The reviews are consistent with your findings that the Nikon 200-500mm is optimised for closer distances and the Tamron is better for longer distances. I wonder if this was just by chance or was it deliberate because review sites do their Imatests close up?I'm planing to spend ~3,600 for the the new 500mm PF. First have to rent one and make some side by side comparison... Zoom many times is handy thing to have but I need some better performance above 20m to the object and somewhat better AF speed (oh, and not that heavy!)... The zoom stays anyway!
Concerning the Alan's comment: I had hard time choosing the lens. Took the steeper way (because I don't believe everything reviews are saying and the fact that there is a difference from copy to copy for this price tag) - rented two Tamrons and two Nikons . The Nikons were better in AF tracking department and somewhat better in the distances up to ~12 meters (and definitely better for close-ups). Didn't find obvious differences between the copies (on 25" rather good monitor). My fear was that ordering just one copy I may get lemon but fortunately it didn't happen, I didn't see any difference (not scientific test - as with the rented lenses just walked and shoot for few hours, but first thing to check was for decentering and if I need some significant AF tune...). And yes, I think Canon's 100-400 could be better lens (for higher price) but I never had an opportunity to shoot it. And yeah - I have seen many great photos taken with that lens (and this for sure is the best criteria for me)!
Great shots Don! My favorite is the second one! And nice bird that I have never seen in real.
Freedom singer!!!And some shots from yesterday. The first one is just to give some opportunities for size comparing (I thing the mesh of the net is same as I have seen it in Europe). Not much fun on that place... Next photos are from different place, just common birds but much more fun for me! The first photo of the Night heron is at ISO 400, second at ISO 1600 to gain some speed. WELL, AFTER PUSHING "FULL IMAGE" THE FIRST PHOTO BECOME LAST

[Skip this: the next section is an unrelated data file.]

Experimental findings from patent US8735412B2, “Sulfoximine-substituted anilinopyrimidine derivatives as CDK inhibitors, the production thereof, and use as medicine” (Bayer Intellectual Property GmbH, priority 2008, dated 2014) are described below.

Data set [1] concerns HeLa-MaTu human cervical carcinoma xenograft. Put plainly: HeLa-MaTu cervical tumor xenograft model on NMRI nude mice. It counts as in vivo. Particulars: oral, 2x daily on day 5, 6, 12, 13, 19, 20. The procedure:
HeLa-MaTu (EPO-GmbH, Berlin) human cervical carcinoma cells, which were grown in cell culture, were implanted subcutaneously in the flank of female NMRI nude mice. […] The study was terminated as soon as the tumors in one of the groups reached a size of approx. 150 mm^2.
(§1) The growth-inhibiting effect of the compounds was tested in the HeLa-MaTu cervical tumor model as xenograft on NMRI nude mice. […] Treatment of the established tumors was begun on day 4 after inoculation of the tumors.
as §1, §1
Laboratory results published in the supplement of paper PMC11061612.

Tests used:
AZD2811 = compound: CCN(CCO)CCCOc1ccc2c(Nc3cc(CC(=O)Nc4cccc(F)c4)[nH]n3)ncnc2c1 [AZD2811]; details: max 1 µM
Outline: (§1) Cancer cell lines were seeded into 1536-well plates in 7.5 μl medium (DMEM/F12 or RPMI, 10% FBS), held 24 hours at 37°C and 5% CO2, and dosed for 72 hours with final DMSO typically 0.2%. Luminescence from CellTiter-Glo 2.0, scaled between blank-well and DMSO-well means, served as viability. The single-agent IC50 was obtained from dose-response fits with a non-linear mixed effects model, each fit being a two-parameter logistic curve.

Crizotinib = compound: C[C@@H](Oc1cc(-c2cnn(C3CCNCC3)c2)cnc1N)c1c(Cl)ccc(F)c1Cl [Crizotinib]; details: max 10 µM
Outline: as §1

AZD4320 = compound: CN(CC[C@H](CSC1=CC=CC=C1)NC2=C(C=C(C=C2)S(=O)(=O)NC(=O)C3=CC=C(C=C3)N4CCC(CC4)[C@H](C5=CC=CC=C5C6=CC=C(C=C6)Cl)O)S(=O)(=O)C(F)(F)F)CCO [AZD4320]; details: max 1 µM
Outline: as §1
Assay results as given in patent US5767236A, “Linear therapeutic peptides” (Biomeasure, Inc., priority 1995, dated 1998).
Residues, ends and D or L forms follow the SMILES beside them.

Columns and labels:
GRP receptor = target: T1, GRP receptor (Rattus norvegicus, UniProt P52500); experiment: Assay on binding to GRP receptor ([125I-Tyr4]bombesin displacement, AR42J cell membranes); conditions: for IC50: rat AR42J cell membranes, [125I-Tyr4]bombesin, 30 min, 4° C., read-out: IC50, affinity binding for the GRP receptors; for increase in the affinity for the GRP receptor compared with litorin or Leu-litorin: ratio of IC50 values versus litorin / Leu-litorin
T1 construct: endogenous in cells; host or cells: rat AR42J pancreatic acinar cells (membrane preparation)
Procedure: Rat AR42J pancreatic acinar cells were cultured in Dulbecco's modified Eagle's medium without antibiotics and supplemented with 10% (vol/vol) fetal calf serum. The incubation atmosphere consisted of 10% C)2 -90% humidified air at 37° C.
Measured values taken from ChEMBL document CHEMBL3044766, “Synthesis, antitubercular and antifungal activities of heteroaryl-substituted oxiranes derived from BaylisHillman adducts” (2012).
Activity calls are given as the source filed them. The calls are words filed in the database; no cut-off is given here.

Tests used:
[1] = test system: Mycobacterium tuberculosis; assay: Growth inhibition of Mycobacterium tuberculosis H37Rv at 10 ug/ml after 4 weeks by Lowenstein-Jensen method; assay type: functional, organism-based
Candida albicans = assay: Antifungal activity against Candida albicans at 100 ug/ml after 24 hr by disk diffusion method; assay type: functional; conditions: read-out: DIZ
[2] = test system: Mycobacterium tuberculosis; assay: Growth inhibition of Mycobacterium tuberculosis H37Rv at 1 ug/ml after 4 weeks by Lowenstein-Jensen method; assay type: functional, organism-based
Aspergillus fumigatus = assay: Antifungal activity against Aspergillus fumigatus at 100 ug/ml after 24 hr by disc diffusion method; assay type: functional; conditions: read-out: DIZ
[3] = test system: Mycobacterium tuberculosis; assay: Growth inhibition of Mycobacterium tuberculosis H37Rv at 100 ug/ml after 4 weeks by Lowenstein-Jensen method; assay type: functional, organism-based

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Yet another nice set of pictures!And some shots from yesterday. The first one is just to give some opportunities for size comparing (I thing the mesh of the net is same as I have seen it in Europe). Not much fun on that place... Next photos are from different place, just common birds but much more fun for me! The first photo of the Night heron is at ISO 400, second at ISO 1600 to gain some speed.
WELL, AFTER PUSHING "FULL IMAGE" THE FIRST PHOTO BECOME LAST
Nice shots Don, I have a soft spot for owls...
Nice 'candid' shot Ed; indeed hope the flycatcher doesn't get disturbed too much (then again, it built the nest right there next to the trail so should be used to the passers-by )Trying to get some shots of a Red Admiral, who would land on a leaf and always turn exactly the wrong direction, then see another butterfly and decide to take off and chase it. After what felt like the 100th time of this song and dance, I noticed a small eye watching me from about two feet away. A Pacific Sloped Flycatcher had built a nest so well camouflaged by the leaves I didn't even see it so decided to get a shot of it. This is 20MP of the original 50MP image as I was using the 100 2.8L macro lens. After that I gave up on the Red Admiral as it kept landing within 10' of the nest every time. Even worse, it is right by the trail but unless people really stop and look, they will remain undetected.
5DSR : 100 f/2.8L IS 1/50 : f/6.3 : ISO 400
Thanks for the kind words Wiebe! Concerning the chaffinch, if it is not just some dirt there, it looks like Avian Pox to me.On a hike this weekend, focusing mainly on landscape photography, I came across a family of finches (common chaffinch, Fringilla Coelebs) flitting about in the brush . Quickly changed lenses and took a couple of shots (luckily I did have my birding lens with me...)
In PP I noticed it had a strange affliction on its left 'foot', anyone seen something like that before?
It didn't keep him from singing and moving around (and pretty fast at that...)
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The brush (probably gorse, Ulex europaeus) was pretty dense so I had to use the opportunity as it came - just this tiny see-through...